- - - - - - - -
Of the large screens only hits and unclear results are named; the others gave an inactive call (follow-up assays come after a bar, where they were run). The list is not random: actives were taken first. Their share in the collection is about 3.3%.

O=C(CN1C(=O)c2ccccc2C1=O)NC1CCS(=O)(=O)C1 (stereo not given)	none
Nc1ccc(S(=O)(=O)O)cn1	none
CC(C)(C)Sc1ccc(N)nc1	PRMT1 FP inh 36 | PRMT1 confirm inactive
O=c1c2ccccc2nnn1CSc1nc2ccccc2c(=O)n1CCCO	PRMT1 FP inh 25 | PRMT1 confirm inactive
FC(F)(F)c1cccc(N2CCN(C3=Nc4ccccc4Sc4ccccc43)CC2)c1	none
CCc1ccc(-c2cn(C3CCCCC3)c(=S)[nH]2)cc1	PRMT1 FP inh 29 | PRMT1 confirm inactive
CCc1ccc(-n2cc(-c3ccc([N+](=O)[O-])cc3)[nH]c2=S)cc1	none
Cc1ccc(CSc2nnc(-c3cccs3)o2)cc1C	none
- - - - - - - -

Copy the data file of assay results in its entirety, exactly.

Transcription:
Of the large screens only hits and unclear results are named; the others gave an inactive call (follow-up assays come after a bar, where they were run). The list is not random: actives were taken first. Their share in the collection is about 3.3%.

O=C(CN1C(=O)c2ccccc2C1=O)NC1CCS(=O)(=O)C1 (stereo not given)	none
Nc1ccc(S(=O)(=O)O)cn1	none
CC(C)(C)Sc1ccc(N)nc1	PRMT1 FP inh 36 | PRMT1 confirm inactive
O=c1c2ccccc2nnn1CSc1nc2ccccc2c(=O)n1CCCO	PRMT1 FP inh 25 | PRMT1 confirm inactive
FC(F)(F)c1cccc(N2CCN(C3=Nc4ccccc4Sc4ccccc43)CC2)c1	none
CCc1ccc(-c2cn(C3CCCCC3)c(=S)[nH]2)cc1	PRMT1 FP inh 29 | PRMT1 confirm inactive
CCc1ccc(-n2cc(-c3ccc([N+](=O)[O-])cc3)[nH]c2=S)cc1	none
Cc1ccc(CSc2nnc(-c3cccs3)o2)cc1C	none